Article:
He said the road had served as a major barrier to tourism and development in the community and that if someone had decided to use the Waterloo axis, in the Western Rural district, it would be too long apart from the hassle of going through traffic congestions.
He said most tourists who wanted to avoid the traffic would obviously want to use the Lumley axis but that the roads were very terrible.
“Lumley to Tokeh is the shorter of the two roads leading to Tokeh. We are pleading with the government to come to our aid and address this issue just as they have done in the construction of the Wellington Masiaka highway. Tourism is one of our major sources of income and one that creates employment for the youth and I am one of the beneficiaries. I am an employee at one of the hotels in the community but the road network is undermining tourism in our community,” he added.
Bangura stated that if there was any health emergency the person would definitely lose their lives, noting that especially pregnant women could not access ambulance services because of the road network and the only available referral was at Cottage Hospital in town.
He said the terrible road condition was affecting the delivery of justice in that part of the country, adding that they were under the Adonkia Police Division, adding that the community people had raised some money to build a police post which construction was almost being completed. He confirmed: “the project to construct a police station in Tokeh is 95% funded by us. The only thing we got help for was documentation by Land Ministry but everything else was funded by the people and hand-outs from tourists visiting the community.”
He also mentioned that there was no electricity supply in the community and that investment would never thrive well in any community that lacked electricity supply.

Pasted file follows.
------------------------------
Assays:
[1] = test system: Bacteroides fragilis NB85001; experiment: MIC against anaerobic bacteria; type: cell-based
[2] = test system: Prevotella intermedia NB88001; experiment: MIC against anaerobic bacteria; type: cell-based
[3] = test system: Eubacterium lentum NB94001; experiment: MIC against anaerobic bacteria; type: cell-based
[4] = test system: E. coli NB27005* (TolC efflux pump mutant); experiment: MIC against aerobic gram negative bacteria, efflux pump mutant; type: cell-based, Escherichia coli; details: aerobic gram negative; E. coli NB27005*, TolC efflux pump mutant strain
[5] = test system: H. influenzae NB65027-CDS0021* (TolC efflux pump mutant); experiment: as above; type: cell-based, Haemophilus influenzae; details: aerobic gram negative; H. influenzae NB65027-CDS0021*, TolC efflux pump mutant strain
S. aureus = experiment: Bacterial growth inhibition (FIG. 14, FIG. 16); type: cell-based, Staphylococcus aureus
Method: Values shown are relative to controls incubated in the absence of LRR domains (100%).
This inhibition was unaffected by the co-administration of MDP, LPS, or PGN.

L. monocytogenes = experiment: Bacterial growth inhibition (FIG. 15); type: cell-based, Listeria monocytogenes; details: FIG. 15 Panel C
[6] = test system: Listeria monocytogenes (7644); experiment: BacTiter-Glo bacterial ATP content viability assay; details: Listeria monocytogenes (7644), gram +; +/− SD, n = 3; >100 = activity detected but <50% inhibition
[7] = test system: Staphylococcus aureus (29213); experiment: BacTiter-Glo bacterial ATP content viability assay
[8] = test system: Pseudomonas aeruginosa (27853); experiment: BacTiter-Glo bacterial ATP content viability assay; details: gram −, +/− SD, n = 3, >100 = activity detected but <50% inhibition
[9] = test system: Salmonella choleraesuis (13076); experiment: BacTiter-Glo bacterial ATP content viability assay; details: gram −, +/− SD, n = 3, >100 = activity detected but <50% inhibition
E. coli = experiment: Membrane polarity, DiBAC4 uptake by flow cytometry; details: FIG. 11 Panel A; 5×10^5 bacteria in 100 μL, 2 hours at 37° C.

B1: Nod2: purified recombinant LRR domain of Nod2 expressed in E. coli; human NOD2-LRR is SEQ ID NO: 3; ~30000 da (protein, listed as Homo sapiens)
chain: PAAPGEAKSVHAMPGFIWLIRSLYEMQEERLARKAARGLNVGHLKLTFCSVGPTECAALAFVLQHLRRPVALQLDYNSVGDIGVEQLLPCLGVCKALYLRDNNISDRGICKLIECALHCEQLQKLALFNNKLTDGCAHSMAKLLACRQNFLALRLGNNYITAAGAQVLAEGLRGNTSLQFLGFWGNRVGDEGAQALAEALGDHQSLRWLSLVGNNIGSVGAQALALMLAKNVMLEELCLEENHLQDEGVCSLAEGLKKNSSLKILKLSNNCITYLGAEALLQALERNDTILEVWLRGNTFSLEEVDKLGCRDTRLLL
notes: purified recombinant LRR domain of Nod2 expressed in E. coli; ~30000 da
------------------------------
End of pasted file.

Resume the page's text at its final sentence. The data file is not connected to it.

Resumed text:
General Manager of one of the hotels, Vinod Kumar Bahuguna, told AYV that among the countries that he had visited Sierra Leone had one of the best beaches.
“The foods in this country are not internationally recognized but the beaches in this country are really attracting tourists, most especially this Tokeh beach, which is a white sandy and very beautiful beach.”
Kumar Bahuguna continued that there was some amount of sand mining going on in that area that could destroy the beach and called for security to look into that. He said the ministry of tourism and the environment protection agency, EPA, must try and provide security for tourism along the beaches.
Deputy director of field operations at EPA, Syl-Brians Kamara responded by saying that the issue of sand mining had been designated to council and that it was an activity controlled by local councils, noting that the EPA also had a role to play in supporting the councils to tackle sand mining.
He explained that they had also involved the police to arrest culprits but there was no law under which they could be prosecuted, adding that EPA had lawyers who were working on the laws to ensure they wield the power to arrest and prosecute.
Police Constable 10061 Sandy Tamba, at the Tokeh police post, Goderich Division, confirmed that there were instances of sand mining going on but that there were no police station in the community. He lauded the effort of the people to build and own a police post.